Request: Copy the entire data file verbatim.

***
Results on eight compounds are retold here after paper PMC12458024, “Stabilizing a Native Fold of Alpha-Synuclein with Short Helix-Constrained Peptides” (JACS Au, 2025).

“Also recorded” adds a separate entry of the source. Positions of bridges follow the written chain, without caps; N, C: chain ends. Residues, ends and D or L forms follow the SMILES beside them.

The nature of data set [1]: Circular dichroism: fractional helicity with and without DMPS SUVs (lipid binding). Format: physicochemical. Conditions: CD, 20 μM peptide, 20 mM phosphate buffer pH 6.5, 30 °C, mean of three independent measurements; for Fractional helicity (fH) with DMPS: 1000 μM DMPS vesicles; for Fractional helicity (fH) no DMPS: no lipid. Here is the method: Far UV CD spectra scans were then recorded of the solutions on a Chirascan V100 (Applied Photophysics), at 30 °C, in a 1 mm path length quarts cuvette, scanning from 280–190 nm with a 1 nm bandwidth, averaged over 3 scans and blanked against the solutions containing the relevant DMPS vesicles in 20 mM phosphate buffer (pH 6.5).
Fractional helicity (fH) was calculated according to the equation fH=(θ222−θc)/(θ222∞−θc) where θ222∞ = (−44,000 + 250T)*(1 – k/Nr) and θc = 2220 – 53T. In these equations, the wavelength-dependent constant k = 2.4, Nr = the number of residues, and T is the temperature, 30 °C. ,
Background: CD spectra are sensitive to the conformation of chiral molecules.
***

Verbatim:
Results on eight compounds are retold here after paper PMC12458024, “Stabilizing a Native Fold of Alpha-Synuclein with Short Helix-Constrained Peptides” (JACS Au, 2025).

“Also recorded” adds a separate entry of the source. Positions of bridges follow the written chain, without caps; N, C: chain ends. Residues, ends and D or L forms follow the SMILES beside them.

The nature of data set [1]: Circular dichroism: fractional helicity with and without DMPS SUVs (lipid binding). Format: physicochemical. Conditions: CD, 20 μM peptide, 20 mM phosphate buffer pH 6.5, 30 °C, mean of three independent measurements; for Fractional helicity (fH) with DMPS: 1000 μM DMPS vesicles; for Fractional helicity (fH) no DMPS: no lipid. Here is the method: Far UV CD spectra scans were then recorded of the solutions on a Chirascan V100 (Applied Photophysics), at 30 °C, in a 1 mm path length quarts cuvette, scanning from 280–190 nm with a 1 nm bandwidth, averaged over 3 scans and blanked against the solutions containing the relevant DMPS vesicles in 20 mM phosphate buffer (pH 6.5).
Fractional helicity (fH) was calculated according to the equation fH=(θ222−θc)/(θ222∞−θc) where θ222∞ = (−44,000 + 250T)*(1 – k/Nr) and θc = 2220 – 53T. In these equations, the wavelength-dependent constant k = 2.4, Nr = the number of residues, and T is the temperature, 30 °C. ,
Background: CD spectra are sensitive to the conformation of chiral molecules.